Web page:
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Cai Guo-Qiang in "Power"

“My work is sometimes like the poppy flower. It has this almost romantic side, but yet it also represents a poison,” says Cai Guo-Qiang, who harnesses the explosive power of gunpowder to create epic works that are born in violent on-site acts of performance.

For his show Inopportune at MASS MoCA, Cai explores catastrophe, pain and the meaning of terrorism in the world since September 11th with an installation of tumbling cars that follow a path through the air. In neighboring galleries, a video imagines a car bomb in Times Square and a series of stuffed tigers pierced by arrows elicits a disturbing, visceral reaction. “Behind all this is a very earnest and frank look at our society today,” says Cai.

More information and credits


Created by: Susan Sollins & Susan Dowling. Executive Producer & Curator: Susan Sollins. Series Producer: Eve-Laure Moros Ortega. Associate Producer: Migs Wright. Assistant Curator: Wesley Miller. Production Manager: Alice Bertoni. Production Coordinator: Kelly Shindler. Producer: Catherine Tatge. Editor: Steven Wechsler. Host: David Alan Grier. Director of Photography: Takahisa Araki, Richard Chisolm, Mark Falstad, Gary Henoch, Samuel Henriques, Mead Hunt, Tom Hurwitz, Joel Shapiro, David Smith, Ken Willinger, & Sérgio Zeigler. Sound: Tom Bergin, Steve Bores, Dwayne Dell, Bob Freeman, Roger Phenix, Merce Williams, & Sérgio Zeigler. Assistant Camera: Chris DeGuy, Craig Feldman, Brian Hwang, Steve Nealey, & Matt Thurber. Production Assistant: Matt Cavanaugh & Justin Leitstein. Assistant Avid Editor: Robert Achs, Jamie Courville, Sean Frechette, Mike Heffron, David Kreger, Cara Leroy O’Connell, Joaquin Perez, Aaron Sheddrick, & Lynn True. Voice-Over Artist (Cai Guo-Qiang segment): Clem Cheung. Translator (Cai Guo-Qiang segment): Ai Guo, Louisa Lam, & Mingxia Li. Still Photography: Alice Bertoni.

Creative Consultant: Ed Sherin. Art Design & Animation: Open, New York. On-Line Editor: Don Wyllie & Frame:Runner NYC. Composer: Peter Foley. Voice-Over Artist: Jace Alexander. Sound Editing: Margaret Crimmins, Greg Smith, & Dog Bark Sound. Sound Mix: Tony Volante & Sound Lounge. Animation Stand: Frank Ferrigno & Frame:Runner NYC. Introductory Host Segments Created by: INTERspectacular. Commissioned Video Art by: Teresa Hubbard / Alexander Birchler.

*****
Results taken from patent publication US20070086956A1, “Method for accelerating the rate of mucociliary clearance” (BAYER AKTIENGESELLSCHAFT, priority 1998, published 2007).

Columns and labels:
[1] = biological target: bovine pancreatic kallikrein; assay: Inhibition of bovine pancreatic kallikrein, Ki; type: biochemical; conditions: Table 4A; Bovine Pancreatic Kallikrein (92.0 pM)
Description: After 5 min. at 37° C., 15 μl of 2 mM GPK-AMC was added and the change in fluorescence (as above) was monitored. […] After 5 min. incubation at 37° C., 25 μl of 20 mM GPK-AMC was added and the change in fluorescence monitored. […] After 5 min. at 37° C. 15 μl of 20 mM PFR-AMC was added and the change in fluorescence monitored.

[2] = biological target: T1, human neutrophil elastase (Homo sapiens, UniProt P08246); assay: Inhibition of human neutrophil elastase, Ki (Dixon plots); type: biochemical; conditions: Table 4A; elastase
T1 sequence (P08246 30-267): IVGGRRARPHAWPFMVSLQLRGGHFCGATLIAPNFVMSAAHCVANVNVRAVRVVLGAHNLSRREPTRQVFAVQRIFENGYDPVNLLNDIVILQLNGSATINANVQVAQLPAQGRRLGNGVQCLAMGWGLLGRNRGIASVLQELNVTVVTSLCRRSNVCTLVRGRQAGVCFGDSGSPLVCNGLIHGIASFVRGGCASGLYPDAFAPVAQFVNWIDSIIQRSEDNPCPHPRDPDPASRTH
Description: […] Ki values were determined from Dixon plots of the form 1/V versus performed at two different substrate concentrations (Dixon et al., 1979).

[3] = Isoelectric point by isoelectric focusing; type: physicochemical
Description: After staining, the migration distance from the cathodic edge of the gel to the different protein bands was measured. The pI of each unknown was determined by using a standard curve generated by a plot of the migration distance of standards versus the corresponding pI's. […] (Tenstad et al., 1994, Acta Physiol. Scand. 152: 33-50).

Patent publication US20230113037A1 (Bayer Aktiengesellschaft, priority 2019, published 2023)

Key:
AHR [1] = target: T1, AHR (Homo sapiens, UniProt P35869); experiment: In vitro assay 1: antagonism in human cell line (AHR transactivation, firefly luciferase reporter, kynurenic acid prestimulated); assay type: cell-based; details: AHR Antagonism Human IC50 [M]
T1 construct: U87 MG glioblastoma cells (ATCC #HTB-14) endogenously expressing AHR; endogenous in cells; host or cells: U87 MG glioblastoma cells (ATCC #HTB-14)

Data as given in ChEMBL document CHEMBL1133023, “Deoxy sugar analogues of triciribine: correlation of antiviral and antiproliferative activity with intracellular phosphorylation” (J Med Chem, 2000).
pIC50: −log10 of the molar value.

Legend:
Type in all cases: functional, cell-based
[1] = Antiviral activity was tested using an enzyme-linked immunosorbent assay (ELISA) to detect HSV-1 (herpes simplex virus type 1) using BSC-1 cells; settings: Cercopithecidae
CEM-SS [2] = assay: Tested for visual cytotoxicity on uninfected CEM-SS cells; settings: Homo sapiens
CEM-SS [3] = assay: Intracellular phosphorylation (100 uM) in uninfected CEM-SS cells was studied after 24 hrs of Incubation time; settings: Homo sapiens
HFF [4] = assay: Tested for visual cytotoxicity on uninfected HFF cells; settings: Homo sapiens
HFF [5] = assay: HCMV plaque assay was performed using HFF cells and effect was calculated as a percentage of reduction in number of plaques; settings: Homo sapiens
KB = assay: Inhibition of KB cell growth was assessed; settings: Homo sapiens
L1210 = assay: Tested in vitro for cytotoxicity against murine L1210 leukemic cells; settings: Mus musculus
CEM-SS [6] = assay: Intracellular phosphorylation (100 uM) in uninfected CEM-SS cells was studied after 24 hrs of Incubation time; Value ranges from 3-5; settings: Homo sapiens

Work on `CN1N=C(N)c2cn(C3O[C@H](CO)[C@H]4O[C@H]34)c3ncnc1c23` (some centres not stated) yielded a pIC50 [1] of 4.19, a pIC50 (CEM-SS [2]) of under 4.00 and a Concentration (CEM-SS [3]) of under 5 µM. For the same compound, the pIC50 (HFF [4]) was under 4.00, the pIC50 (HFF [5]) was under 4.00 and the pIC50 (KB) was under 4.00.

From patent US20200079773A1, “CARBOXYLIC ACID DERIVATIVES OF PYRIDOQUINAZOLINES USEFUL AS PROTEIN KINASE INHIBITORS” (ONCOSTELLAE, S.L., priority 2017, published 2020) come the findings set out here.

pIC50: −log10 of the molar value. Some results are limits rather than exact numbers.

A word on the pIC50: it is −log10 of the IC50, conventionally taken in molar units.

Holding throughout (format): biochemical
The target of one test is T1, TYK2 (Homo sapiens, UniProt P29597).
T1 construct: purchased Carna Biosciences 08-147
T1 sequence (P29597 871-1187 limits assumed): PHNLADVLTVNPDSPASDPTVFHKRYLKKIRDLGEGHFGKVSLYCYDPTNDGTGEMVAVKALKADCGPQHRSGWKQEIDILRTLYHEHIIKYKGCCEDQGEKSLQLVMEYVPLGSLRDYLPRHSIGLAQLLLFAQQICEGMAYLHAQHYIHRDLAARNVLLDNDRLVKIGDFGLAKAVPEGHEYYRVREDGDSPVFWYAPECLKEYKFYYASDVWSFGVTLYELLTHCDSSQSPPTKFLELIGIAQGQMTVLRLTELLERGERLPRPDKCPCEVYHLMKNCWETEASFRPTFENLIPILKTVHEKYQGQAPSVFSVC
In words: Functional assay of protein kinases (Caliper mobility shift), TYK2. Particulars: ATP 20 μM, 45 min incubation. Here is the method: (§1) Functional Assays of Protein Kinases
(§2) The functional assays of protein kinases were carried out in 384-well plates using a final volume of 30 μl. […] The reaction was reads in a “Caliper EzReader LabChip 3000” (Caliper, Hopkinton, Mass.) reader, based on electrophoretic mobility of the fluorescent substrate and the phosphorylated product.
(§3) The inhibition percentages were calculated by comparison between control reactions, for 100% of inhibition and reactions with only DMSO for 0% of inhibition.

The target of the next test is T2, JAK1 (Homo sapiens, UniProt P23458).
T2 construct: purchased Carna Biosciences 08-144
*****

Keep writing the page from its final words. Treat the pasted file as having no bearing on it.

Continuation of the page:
Artworks Courtesy of: Laylah Ali; Ida Applebroog; Cai Guo-Qiang; Krzysztof Wodiczko; 303 Gallery, New York; Galerie Lelong, New York; Miller Block Gallery, Boston; & Ronald Feldman Fine Arts, New York. Archival Footage Courtesy of; Artist Network Pictures/Takahisa Araki; Zlatko Cosic/EYE PRODUCTION; Fox News/KTVI; & Ufer! Art Documentary.

Special Thanks: Mariana Valdrighi Amaral; Katie Block; The Art21 Board of Trustees; Center for Advanced Visual Studies, MIT; Curious Pictures; Simon Greenberg; Fireworks by Grucci; Andrea Hall; Hirshhorn Museum and Sculpture Garden; Stephanie Joson; Tomoko Kimata; The Kitchen; Jennifer Wen Ma; Rita MacDonald; The Maritime Hotel; MASS MoCA; Dean Moss; Nicole Parente; Sarah Paulson; Soundtrack F/T; Mari Spirito; The Arthur M. Sackler and Freer Gallery of Art; Amm Talluto; Charwei Tsai; & Adam Whiton.

Director of Education & Outreach: Jessica Hamlin. Director of Development: Kathi Pavlick. Development Associate: Sara Simonson.

Interns: Susan Agliata, Nathan Townes-Anderson, Hannah Blumenthal, Agnes Bolt, Lisa Charde, Mary Chou, Kate Crawford, Amanda Donnan, Sophie Dunoyer de Segonzac, Suzy Foster, Jules Gaffney, Katie Hen, Heather Hughes, Adam Krakowski, Georgia Kung, David Mark Kupperberg, Maiko Kyogoku, Phil Logan, Lisa Margulies, Michelle Maydanchik, Carla Meyers, Christine Miller, Geoffrey Pan, Sujay Pandit, Jihan Robinson, Jennifer Sarkilahti, Megan Scally, Karen Seapker, Greg Shilling, Sarah Sliwa, Jennifer Smith, & Elizabeth Swift.

Public Relations: Kelly & Salerno Communications. Station Relations: De Shields Associates, Inc. Legal Counsel: Albert Gottesman. Bookkeeper: Marea Alverio-Chaveco & William Handy.

Major underwriting for Season 3 of Art in the Twenty-First Century is provided by National Endowment for the Arts, PBS, Agnes Gund and Daniel Shapiro, Nathan Cummings Foundation, Corporation for Public Broadcasting, Jon and Mary Shirley Foundation, Bagley Wright Fund Bloomberg, The Horace W. Goldsmith Foundation, JPMorgan Chase, Melva Bucksbaum and Raymond Learsy, The Paul G. Allen Family Foundation, and The Andy Warhol Foundation for the Visual Arts.

Closed captionsAvailable in English, German, Romanian, Italian, Japanese, Korean, Chinese, Italian

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Cai Guo-Qiang

Accomplished in a variety of media, Cai Guo-Qiang began using gunpowder in his work to foster spontaneity and confront the controlled artistic tradition and social climate in China. While living in Japan from 1986 to 1995, he explored the properties of gunpowder in his drawings, leading to the development of his signature explosion events. These projects, while poetic and ambitious at their core, aim to establish an exchange between viewers and the larger universe. For his work, Cai draws on a wide variety of materials, symbols, narratives, and traditions: elements of feng shui, Chinese medicine and philosophy, images of dragons and tigers, roller coasters, computers, vending machines, and gunpowder.

“My work is sometimes like the poppy flower. It has this almost romantic side, but yet it also represents a poison.”

Cai Guo-Qiang

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Spirituality, Chaos, and “Inopportune”

Artist Cai Guo-Qiang discusses the inspiration for his work, his methodology, and his 2004 installation series, Inopportune.

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